China’s Inner Mongolia Museum

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Located in the city of Hohhot, which is part of the Inner Mongolia Autonomous Region of northern China, the Inner Mongolian Museum is unique among China’s museums. The museum is home to rare collections that represent Mongolians, Xiongnu, Qidan, and other northern tribes of China. The museum also famously contains regional dinosaur bones, a massive fossil collection as well as an entire floor devoted to the life of Genghis Khan.

The museum was built in 1957, which was the ten-year anniversary of the founding of the Inner Mongolia Autonomous Region. As the capital of the region, Hohhot was the ideal city to house the regional collections of artifacts that convey the history of Mongolia and other regional tribes that made their home in north China. Many of the relics are of great cultural significance for these tribes. The museum owns more than 44,000 ethnically important objects that draw thousands of visitors annually from China and throughout the world.

Built in a style that is reflective of both traditional northern architecture and contemporary functionality, the museum is composed of two main floors. The first floor is divided into various sections denoting special exhibitions; these exhibitions are devoted to the imperial garments and ornaments worn by Mongolian kings and the upper classes, regional folk art and relics, ancient regional history and prehistory (dinosaur bones and fossils are contained here), and displays of contemporary achievements of Han Chinese in the region. The second floor contains displays that illustrate the life of Genghis Khan. The unique exhibition also pays tribute to other Khans such as Kublai Khan.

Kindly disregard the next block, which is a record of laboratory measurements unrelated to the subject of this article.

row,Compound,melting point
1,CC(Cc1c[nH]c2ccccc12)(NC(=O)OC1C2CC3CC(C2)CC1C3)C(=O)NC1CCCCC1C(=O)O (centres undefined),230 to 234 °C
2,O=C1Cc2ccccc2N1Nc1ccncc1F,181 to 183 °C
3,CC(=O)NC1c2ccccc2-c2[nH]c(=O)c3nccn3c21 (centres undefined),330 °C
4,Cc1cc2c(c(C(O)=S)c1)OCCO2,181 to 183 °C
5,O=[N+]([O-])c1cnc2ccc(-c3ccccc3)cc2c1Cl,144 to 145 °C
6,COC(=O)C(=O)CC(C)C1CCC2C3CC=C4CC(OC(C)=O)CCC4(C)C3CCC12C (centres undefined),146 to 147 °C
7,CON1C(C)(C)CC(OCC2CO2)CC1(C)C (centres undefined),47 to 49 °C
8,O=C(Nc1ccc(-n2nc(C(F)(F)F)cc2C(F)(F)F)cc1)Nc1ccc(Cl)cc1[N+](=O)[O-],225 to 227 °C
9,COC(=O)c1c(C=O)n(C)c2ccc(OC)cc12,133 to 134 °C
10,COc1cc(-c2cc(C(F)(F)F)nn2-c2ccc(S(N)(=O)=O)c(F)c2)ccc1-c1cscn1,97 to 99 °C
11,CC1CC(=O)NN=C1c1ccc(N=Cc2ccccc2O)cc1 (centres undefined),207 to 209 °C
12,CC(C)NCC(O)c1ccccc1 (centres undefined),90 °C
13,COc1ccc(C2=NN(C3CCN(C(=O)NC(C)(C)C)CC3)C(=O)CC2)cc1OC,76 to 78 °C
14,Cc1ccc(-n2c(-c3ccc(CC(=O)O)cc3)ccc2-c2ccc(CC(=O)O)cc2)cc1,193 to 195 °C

Travelers are particularly interested to see the extensive women’s costumes collection. The museum is also famous for the religious artifacts it unearthed after archaeological excavations were launched in the north. Objects relating to the horse cultures, like saddles and hunting implements are also of particular interest to visitors of the museum. Nevertheless, the fossilized remains of dinosaurs and other ancient creatures like wooly mammoths continue to draw crowds to the museum. In fact, the museum is home to one of the country’s largest dinosaur skeleton-a brontosaurus. Since Inner Mongolia is regarded as the “Land of Fossils,” it isn’t surprising that this museum is home to such a renowned collection of Mesozoic fossils.

As the Mongol Empire once reigned from the Eastern coast of China all the way to Turkey, many objects were left behind by this monumental empire and its culture. Having a museum devoted to their cultural importance is a great source of pride to the people of the region. Open daily from nine until five, the museum is an essential attraction of northern China-one that illuminates the history of Mongols and other northern tribes.

2011 Moira G Gallaga©

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Source by Moira G Gallaga